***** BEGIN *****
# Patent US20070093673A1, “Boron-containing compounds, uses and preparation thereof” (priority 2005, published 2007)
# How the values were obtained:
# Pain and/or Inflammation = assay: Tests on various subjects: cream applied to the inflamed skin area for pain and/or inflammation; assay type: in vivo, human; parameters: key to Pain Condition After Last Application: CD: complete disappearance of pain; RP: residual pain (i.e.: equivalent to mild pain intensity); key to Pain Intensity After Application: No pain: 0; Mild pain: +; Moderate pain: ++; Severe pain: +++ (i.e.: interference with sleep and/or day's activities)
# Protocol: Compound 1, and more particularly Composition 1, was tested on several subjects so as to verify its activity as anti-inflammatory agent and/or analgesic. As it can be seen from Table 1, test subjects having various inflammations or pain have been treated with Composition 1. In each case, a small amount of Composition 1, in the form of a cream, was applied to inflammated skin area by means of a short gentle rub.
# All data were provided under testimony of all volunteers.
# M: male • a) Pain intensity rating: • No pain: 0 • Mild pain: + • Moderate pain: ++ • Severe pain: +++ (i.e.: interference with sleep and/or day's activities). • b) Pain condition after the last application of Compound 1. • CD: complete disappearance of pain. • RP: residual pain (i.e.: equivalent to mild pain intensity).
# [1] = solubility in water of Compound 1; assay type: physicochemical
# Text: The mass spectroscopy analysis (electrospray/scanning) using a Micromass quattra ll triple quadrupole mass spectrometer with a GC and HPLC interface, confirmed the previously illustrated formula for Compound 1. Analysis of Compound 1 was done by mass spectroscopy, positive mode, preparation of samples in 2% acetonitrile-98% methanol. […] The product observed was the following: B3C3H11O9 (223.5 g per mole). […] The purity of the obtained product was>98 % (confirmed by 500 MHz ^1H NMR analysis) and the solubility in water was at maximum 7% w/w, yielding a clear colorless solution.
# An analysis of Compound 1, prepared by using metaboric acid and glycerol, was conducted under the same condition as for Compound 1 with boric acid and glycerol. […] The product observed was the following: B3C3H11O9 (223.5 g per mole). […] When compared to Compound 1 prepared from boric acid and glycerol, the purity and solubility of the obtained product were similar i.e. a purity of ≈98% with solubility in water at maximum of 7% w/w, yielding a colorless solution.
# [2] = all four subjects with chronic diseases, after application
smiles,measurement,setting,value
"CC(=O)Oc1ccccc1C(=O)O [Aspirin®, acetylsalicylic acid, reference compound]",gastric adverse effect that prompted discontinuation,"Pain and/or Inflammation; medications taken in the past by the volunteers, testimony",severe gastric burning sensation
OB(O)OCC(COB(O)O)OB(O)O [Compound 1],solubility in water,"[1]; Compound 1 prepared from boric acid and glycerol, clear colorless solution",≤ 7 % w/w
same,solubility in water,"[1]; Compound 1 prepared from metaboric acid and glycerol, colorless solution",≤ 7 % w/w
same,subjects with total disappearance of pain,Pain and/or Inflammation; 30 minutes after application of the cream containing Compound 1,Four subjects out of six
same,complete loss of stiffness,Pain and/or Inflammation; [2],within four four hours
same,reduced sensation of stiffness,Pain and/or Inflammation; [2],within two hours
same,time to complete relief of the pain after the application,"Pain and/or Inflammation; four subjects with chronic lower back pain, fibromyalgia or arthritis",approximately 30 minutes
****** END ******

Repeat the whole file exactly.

# Patent US20070093673A1, “Boron-containing compounds, uses and preparation thereof” (priority 2005, published 2007)
# How the values were obtained:
# Pain and/or Inflammation = assay: Tests on various subjects: cream applied to the inflamed skin area for pain and/or inflammation; assay type: in vivo, human; parameters: key to Pain Condition After Last Application: CD: complete disappearance of pain; RP: residual pain (i.e.: equivalent to mild pain intensity); key to Pain Intensity After Application: No pain: 0; Mild pain: +; Moderate pain: ++; Severe pain: +++ (i.e.: interference with sleep and/or day's activities)
# Protocol: Compound 1, and more particularly Composition 1, was tested on several subjects so as to verify its activity as anti-inflammatory agent and/or analgesic. As it can be seen from Table 1, test subjects having various inflammations or pain have been treated with Composition 1. In each case, a small amount of Composition 1, in the form of a cream, was applied to inflammated skin area by means of a short gentle rub.
# All data were provided under testimony of all volunteers.
# M: male • a) Pain intensity rating: • No pain: 0 • Mild pain: + • Moderate pain: ++ • Severe pain: +++ (i.e.: interference with sleep and/or day's activities). • b) Pain condition after the last application of Compound 1. • CD: complete disappearance of pain. • RP: residual pain (i.e.: equivalent to mild pain intensity).
# [1] = solubility in water of Compound 1; assay type: physicochemical
# Text: The mass spectroscopy analysis (electrospray/scanning) using a Micromass quattra ll triple quadrupole mass spectrometer with a GC and HPLC interface, confirmed the previously illustrated formula for Compound 1. Analysis of Compound 1 was done by mass spectroscopy, positive mode, preparation of samples in 2% acetonitrile-98% methanol. […] The product observed was the following: B3C3H11O9 (223.5 g per mole). […] The purity of the obtained product was>98 % (confirmed by 500 MHz ^1H NMR analysis) and the solubility in water was at maximum 7% w/w, yielding a clear colorless solution.
# An analysis of Compound 1, prepared by using metaboric acid and glycerol, was conducted under the same condition as for Compound 1 with boric acid and glycerol. […] The product observed was the following: B3C3H11O9 (223.5 g per mole). […] When compared to Compound 1 prepared from boric acid and glycerol, the purity and solubility of the obtained product were similar i.e. a purity of ≈98% with solubility in water at maximum of 7% w/w, yielding a colorless solution.
# [2] = all four subjects with chronic diseases, after application
smiles,measurement,setting,value
"CC(=O)Oc1ccccc1C(=O)O [Aspirin®, acetylsalicylic acid, reference compound]",gastric adverse effect that prompted discontinuation,"Pain and/or Inflammation; medications taken in the past by the volunteers, testimony",severe gastric burning sensation
OB(O)OCC(COB(O)O)OB(O)O [Compound 1],solubility in water,"[1]; Compound 1 prepared from boric acid and glycerol, clear colorless solution",≤ 7 % w/w
same,solubility in water,"[1]; Compound 1 prepared from metaboric acid and glycerol, colorless solution",≤ 7 % w/w
same,subjects with total disappearance of pain,Pain and/or Inflammation; 30 minutes after application of the cream containing Compound 1,Four subjects out of six
same,complete loss of stiffness,Pain and/or Inflammation; [2],within four four hours
same,reduced sensation of stiffness,Pain and/or Inflammation; [2],within two hours
same,time to complete relief of the pain after the application,"Pain and/or Inflammation; four subjects with chronic lower back pain, fibromyalgia or arthritis",approximately 30 minutes